Evaluation Criteria:

The goal of this program is to provide an intensive research experience for students working one-on-one with a faculty mentor. Projects will be evaluated on their potential to provide positive learning outcomes for students, including:
 
Research Outcomes:
  • well-defined objectives and methods,
  • substantial contact with the literature,
  • potential for original intellectual or creative contribution to the discipline
Student Learning Outcomes:
  • positive student learning outcomes, emphasizing one or more of the College Wide Learning Goals,
  • training in the research methods and analysis applicable to the specific project,
  • both oral and written presentation of information,
  • clearly communicated purpose, and
  • project evaluation and feedback from faculty mentor
 
Proposal, Outcomes and Faculty Responsibilities:
 
To be considered for one of these grants the student and faculty mentor each need to fill out the information below on an online form. There is a link below  and here (or use the one below) for faculty. If the research project is a student-initiated, independent project, the student will provide the faculty member with a project overview that will be submitted by the faculty mentor. Please use Internet Explorer to fill out the online form! It is not compatible with other internet browsers.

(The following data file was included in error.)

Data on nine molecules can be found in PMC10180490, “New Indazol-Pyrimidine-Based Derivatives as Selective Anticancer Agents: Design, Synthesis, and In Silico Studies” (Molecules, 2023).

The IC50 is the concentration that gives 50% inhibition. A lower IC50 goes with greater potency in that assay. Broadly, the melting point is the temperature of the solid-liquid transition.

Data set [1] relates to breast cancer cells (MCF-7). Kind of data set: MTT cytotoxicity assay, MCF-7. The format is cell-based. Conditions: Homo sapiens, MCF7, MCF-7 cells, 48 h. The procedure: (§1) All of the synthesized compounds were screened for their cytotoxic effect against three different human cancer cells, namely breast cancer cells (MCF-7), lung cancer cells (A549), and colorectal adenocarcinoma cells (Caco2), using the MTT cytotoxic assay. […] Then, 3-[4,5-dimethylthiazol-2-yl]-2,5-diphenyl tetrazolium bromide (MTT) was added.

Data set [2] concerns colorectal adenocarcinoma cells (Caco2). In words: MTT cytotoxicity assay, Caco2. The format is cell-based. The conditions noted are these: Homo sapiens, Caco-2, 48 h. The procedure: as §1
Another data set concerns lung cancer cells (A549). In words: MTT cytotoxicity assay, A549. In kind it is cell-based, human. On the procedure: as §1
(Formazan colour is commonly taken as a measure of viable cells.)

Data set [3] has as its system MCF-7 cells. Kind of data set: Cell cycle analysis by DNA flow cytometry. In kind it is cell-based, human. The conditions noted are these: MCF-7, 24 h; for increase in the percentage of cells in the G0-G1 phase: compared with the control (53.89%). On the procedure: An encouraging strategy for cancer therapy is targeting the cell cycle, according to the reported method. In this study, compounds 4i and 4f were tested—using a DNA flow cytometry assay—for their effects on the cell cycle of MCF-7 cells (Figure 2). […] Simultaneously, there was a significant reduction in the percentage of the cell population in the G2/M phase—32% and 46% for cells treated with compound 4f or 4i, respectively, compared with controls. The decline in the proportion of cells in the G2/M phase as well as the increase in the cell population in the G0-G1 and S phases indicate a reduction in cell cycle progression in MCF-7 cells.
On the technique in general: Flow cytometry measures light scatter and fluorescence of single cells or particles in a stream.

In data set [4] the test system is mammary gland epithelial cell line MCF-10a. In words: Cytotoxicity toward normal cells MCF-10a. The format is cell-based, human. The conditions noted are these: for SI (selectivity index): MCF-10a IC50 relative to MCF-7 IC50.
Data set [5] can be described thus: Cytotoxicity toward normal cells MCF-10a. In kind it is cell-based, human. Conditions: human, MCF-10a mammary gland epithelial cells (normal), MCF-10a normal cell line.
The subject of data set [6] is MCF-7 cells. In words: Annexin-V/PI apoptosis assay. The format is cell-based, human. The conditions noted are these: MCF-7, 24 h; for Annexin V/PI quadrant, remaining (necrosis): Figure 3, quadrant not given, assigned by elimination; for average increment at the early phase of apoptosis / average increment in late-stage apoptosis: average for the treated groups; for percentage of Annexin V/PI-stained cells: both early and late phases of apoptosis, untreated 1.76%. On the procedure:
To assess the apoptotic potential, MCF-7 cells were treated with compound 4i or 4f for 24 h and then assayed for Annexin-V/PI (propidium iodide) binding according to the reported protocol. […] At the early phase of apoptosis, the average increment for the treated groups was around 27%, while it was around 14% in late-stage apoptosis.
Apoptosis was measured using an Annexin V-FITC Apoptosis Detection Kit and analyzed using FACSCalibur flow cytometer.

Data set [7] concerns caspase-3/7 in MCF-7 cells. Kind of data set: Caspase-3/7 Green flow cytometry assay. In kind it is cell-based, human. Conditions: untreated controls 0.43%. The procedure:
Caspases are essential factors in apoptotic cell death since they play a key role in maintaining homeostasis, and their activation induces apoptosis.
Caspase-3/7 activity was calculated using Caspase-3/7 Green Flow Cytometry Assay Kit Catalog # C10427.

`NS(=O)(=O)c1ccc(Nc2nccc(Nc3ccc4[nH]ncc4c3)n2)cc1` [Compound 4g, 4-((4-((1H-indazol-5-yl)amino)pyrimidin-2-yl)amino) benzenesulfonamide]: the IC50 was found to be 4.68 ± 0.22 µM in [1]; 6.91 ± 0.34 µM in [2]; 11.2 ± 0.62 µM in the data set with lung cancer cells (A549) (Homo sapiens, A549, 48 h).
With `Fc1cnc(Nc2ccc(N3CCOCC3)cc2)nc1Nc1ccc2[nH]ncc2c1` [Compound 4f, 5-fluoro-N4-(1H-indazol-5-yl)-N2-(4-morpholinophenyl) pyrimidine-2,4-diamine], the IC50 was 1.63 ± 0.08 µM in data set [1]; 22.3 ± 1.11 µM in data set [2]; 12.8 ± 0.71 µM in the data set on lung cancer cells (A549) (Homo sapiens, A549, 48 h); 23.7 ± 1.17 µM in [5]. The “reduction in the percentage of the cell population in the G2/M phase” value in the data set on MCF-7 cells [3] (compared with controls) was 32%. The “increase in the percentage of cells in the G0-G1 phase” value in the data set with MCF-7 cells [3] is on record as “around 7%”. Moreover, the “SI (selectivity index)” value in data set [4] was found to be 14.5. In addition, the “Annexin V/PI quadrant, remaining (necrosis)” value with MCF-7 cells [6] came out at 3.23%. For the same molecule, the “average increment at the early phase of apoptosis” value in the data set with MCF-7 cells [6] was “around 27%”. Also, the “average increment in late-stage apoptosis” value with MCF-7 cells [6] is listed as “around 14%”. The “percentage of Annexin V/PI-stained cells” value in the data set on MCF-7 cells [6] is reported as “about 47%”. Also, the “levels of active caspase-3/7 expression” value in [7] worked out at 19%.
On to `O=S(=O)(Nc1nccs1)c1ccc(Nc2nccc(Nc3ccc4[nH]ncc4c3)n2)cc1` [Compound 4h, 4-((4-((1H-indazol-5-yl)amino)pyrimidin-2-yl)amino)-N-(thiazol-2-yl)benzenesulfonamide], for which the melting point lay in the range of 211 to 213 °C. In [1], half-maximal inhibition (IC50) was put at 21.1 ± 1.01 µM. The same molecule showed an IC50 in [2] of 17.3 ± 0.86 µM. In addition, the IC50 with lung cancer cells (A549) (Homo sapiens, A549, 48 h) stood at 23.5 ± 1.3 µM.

It may be helpful to compose and edit responses first using a word processor and then cut and paste responses into the text boxes in the online form. Once you click "OK" your application will be submitted.
 
Student/Faculty Proposal (can be co-written with the student.)
Please provide a short (two-page equivalent) proposal describing the project or research.
 
 
Student Learning Outcomes (can be co-written with the student.)
Describe the nature of student involvement (responsibilities and activities) in the project and the expected learning outcomes. Please address the research and the student learning outcomes (see the evaluation criteria above.)
 
 
Faculty Responsibilities
Describe faculty responsibilities and activities. This section will be used to determine faculty stipend.
 
Student/Faculty Information: Faculty, please follow this link and fill out the form.
 
The Summer Research committee will meet in March to award stipends and will notify recipients by March 29.